East Central Regional Library has a wide variety of materials on the Titanic in various formats that can be requested and borrowed from your local branch library.

If you enjoy fiction, consider these novels, all published in 2012:

“By the Light of the Silvery Moon” by Tricia Goyer

“The Company of the Dead” by David Kowalski
“The Dressmaker” by Kate Alcott
“Echoes of Titanic” by Mindy Starns Clark
“Hearts that Survive” by Yvonne Lehman
“Promise Me This” by Cathy Golke

For nonfiction readers, the following 2012 titles should prove interesting:

“Gilded Lives, Fatal Voyage” by Hugh Brewster
“Shadow of the Titanic” by Andrew Wilson
“Titanic:  Last Night of a Small Town” by John Welshman
“Titanic in Photographs” by Daniel Klistorner
“Titanic Tragedy” by John Maxtone-Graham
“Voyagers of the Titanic” by Richard Davenport-Hines

For film buffs, the library offers both feature films and documentaries:

“Titanic” starring Clifton Webb and Barbara Stanwyck (1953)

“A Night to Remember” starring Kenneth More and Jill Dixon (1958)
“Titanic” starring Leonardo DiCaprio and Kate Winslet (1997)
“Titanic” starring Toby Jones and Linus Roache (2011)
“Titanic:  the Complete Story” (2011)
“Titanic:  100th Anniversary Collection” (2012)
“Titanic:  the Definitive Documentary Collection” (2012)

 These are only a few of the items you’ll find in the ECRL catalog.  For additional materials in various formats (for children, teens, and adults), access our homepage at www.ecrlib.org and click on “ECRL Catalog” on the upper left. 
And remember that library staff are always happy to assist with queries and suggestions!

Bob Gray
Reference and Interlibrary Loan Librarian

Minnesota’s Own – JUDY GARLAND !

Eighty-nine years ago today, Frances Gumm was born in Grand Rapids, Minnesota.  In 1935, she signed a seven-year contract with MGM, the biggest motion picture studio in Hollywood.  In 1939, she shot to international stardom as Dorothy in “The Wizard of Oz”.

Frances Gumm was better known as JUDY GARLAND.

It was a rough and rocky road for the young girl who first entertained audiences at age two in her father’s theatre.  Musical hits like “Meet Me in St. Louis”, “The Harvey Girls” and “Easter Parade” kept her at the pinnacle of Hollywood stardom in the 1940s, even though she battled personal demons and drug addiction in her private life.  Today Garland is considered one of the great icons of 20th century American entertainment. 

The 36th Annual Judy Garland Festival will be held June 16-18  in Grand Rapids.  Her childhood home is a popular museum and can be visited. For additional information, call 1-800-664-5839 or visit the following website:  http://judynoplacelikehome.org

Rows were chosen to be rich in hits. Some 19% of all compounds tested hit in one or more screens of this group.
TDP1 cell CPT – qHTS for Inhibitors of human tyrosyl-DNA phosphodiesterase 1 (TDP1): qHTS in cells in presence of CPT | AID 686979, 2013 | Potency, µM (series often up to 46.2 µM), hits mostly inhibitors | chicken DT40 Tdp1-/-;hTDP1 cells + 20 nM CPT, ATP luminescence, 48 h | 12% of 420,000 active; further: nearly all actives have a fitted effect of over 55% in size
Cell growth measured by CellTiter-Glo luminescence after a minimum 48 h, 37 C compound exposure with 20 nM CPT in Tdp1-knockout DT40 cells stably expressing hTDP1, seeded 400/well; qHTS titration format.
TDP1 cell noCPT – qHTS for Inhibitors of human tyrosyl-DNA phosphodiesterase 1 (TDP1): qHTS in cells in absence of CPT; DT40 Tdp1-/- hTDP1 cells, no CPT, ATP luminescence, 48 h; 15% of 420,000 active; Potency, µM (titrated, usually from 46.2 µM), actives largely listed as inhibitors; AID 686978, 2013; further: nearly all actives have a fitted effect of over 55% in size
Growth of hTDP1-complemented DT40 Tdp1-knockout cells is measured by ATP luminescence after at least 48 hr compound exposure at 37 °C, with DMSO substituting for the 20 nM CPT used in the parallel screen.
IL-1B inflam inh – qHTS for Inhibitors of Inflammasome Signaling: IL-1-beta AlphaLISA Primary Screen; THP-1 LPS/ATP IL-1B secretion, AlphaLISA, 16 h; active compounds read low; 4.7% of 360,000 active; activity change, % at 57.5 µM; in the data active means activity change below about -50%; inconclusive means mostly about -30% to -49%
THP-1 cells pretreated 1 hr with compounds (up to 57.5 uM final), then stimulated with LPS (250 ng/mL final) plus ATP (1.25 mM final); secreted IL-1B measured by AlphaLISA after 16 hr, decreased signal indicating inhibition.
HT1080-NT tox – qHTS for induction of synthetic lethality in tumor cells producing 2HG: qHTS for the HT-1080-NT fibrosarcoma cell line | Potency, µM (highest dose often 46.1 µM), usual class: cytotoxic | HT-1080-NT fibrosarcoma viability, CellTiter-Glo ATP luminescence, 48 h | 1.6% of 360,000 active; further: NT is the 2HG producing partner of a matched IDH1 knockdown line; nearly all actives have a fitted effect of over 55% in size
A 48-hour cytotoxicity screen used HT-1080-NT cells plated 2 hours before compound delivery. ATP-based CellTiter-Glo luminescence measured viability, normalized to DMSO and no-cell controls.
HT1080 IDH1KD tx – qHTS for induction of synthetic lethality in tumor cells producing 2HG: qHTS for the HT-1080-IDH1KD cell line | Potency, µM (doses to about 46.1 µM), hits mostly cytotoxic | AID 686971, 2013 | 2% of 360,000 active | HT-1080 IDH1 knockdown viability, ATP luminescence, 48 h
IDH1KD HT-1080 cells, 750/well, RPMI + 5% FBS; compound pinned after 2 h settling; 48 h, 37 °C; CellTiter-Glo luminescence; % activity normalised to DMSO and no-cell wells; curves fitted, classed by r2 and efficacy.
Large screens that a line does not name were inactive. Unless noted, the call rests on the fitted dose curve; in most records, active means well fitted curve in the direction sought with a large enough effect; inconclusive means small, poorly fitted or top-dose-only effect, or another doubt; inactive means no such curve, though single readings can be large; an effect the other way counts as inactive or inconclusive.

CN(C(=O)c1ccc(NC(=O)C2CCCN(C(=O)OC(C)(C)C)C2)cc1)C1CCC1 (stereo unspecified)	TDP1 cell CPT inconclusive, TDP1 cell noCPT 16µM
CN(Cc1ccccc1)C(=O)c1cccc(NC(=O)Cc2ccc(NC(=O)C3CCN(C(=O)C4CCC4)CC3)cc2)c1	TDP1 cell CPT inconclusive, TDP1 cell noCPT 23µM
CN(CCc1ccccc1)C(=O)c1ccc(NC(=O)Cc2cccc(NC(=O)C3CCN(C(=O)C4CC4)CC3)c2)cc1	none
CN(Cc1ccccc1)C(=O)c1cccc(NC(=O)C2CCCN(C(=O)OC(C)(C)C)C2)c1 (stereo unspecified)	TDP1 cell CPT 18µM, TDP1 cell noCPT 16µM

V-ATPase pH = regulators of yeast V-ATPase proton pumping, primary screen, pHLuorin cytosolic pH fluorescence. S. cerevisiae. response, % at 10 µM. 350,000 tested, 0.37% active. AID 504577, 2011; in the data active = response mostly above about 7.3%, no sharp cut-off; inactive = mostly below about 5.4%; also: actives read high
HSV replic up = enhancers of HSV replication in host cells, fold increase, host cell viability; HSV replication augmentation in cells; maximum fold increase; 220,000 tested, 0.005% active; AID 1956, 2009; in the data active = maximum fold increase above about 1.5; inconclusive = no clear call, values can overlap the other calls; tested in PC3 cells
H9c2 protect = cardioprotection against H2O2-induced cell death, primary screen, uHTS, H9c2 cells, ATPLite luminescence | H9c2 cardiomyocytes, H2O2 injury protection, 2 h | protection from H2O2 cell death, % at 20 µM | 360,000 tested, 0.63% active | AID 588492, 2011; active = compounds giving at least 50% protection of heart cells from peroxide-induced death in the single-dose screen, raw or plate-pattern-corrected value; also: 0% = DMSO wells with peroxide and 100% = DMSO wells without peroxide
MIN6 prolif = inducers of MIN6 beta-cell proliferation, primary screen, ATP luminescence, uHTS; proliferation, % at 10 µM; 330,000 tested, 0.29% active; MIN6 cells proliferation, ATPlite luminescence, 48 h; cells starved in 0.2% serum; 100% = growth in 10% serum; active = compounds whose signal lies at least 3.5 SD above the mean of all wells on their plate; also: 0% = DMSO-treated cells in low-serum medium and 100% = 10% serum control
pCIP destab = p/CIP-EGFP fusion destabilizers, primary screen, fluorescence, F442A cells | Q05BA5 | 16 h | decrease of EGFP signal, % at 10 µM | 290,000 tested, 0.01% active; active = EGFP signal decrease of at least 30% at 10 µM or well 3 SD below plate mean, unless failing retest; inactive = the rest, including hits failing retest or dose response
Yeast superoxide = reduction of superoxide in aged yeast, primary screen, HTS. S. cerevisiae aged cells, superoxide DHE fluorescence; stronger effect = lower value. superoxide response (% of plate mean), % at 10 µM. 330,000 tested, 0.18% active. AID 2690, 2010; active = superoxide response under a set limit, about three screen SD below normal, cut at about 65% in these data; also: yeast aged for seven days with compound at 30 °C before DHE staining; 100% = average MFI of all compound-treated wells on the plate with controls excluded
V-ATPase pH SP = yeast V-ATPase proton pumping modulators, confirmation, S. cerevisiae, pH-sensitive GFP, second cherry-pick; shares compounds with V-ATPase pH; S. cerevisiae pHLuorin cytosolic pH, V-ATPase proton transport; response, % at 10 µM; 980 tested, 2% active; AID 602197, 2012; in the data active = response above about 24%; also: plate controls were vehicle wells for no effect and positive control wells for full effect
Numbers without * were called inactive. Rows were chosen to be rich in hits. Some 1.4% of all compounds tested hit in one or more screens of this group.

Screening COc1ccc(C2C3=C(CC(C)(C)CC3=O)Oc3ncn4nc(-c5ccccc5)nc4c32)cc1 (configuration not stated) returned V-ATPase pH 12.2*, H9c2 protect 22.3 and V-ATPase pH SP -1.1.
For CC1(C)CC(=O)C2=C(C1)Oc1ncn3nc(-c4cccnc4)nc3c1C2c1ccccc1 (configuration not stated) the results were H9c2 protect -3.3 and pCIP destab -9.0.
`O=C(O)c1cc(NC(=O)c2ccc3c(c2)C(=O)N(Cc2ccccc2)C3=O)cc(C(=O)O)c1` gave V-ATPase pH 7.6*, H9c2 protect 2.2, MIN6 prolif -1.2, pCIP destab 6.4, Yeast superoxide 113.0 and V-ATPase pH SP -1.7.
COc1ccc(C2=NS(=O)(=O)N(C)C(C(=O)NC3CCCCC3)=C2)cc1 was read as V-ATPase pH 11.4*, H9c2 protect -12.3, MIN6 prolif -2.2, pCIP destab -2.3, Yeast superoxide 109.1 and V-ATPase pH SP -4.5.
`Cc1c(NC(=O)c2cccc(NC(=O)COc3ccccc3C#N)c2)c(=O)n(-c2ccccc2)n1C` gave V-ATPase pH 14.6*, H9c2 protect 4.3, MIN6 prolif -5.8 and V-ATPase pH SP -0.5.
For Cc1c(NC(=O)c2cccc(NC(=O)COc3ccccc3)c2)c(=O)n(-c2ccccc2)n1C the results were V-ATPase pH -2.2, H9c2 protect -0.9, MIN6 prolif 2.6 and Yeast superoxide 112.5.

East Central Regional Library has a wide variety of materials pertaining to Garland that can be requested and checked out.

“Get Happy” by Gerald Clarke is the definitive biography, while “Me and My Shadows” by Lorna Luft is an enlightening, bittersweet memoir written by Judy’s second daughter.

If you enjoy musicals, look no further than our DVD collection.  “Meet Me in St. Louis” (1944) is a gentle, nostalgic look at a Midwestern family during the 1904 World’s Fair.  Judy and Van Johnson play feuding music store clerks destined for romance “In the Good Old Summertime” (1949).  And in “A Star is Born” (1954), she gives the finest performance of her career as a young singer rising to stardom while her husband battles alcoholism.   Garland received her only Academy Award nomination as “Best Actress” for this film.

To find these materials — and more, including music CDs — visit the library’s homepage:  www.ecrlib.org and click on “ECRL Catalog” on the upper left.  Then enter “Judy Garland” as a keyword search.

Staff are always willing to help or make suggestions!

Bob Gray
Reference and Interlibrary Loan Librarian


On the evening of March 7, 2010, the 82nd annual Academy Awards were presented at the Kodak Theatre in Hollywood.
The Academy of Motion Picture Arts and Sciences was officially organized on May 4, 1927, but the first “Oscars” were not awarded until May 16, 1929. That evening, in the ballroom of the Hollywood Roosevelt Hotel, “Wings” was named “Best Picture” of the year. Emil Jannings and Janet Gaynor took home the acting prizes.
Fast forward 81 years. On March 7th the following winners were announced:

Best Picture: The Hurt Locker
Best Actor: Jeff Bridges in “Crazy Heart”
Best Actress: Sandra Bullock in “The Blind Side”
Best Supporting Actor: Christoph Waltz in “Inglorious Basterds
Best Supporting Actress: Mo’Nique in “Precious”
Best Director: Kathryn Bigelow for “The Hurt Locker”

It was a night of firsts! Bullock, Waltz, and Mo’Nique were all first-time nominees, and Bigelow was the first woman in the history of the Academy Awards to receive the “Best Director” prize. Also, for the first time since 1943, ten films were nominated for “Best Picture”.
Here are some fascinating facts about the Oscars:
Most Awards (11): “Ben-Hur“, “Titanic”, and “The Lord of the Rings: The Return of the King”
Most Nominations (14): “All About Eve”, “Titanic”
Most Awards – Acting (4): Katharine Hepburn
Most Nominations – Acting (16): Meryl Streep

East Central Regional Library has many Oscar-winning films on DVD and more are being added to the collection on a regular basis. Check our catalog!
The best book ever written about the Academy Awards is probably “80 Years of the Oscar” by Robert Osborne. It’s located in the central reference collection at the Cambridge library for your enjoyment and perusal.
Bob Gray
Reference and Interlibrary Loan Librarian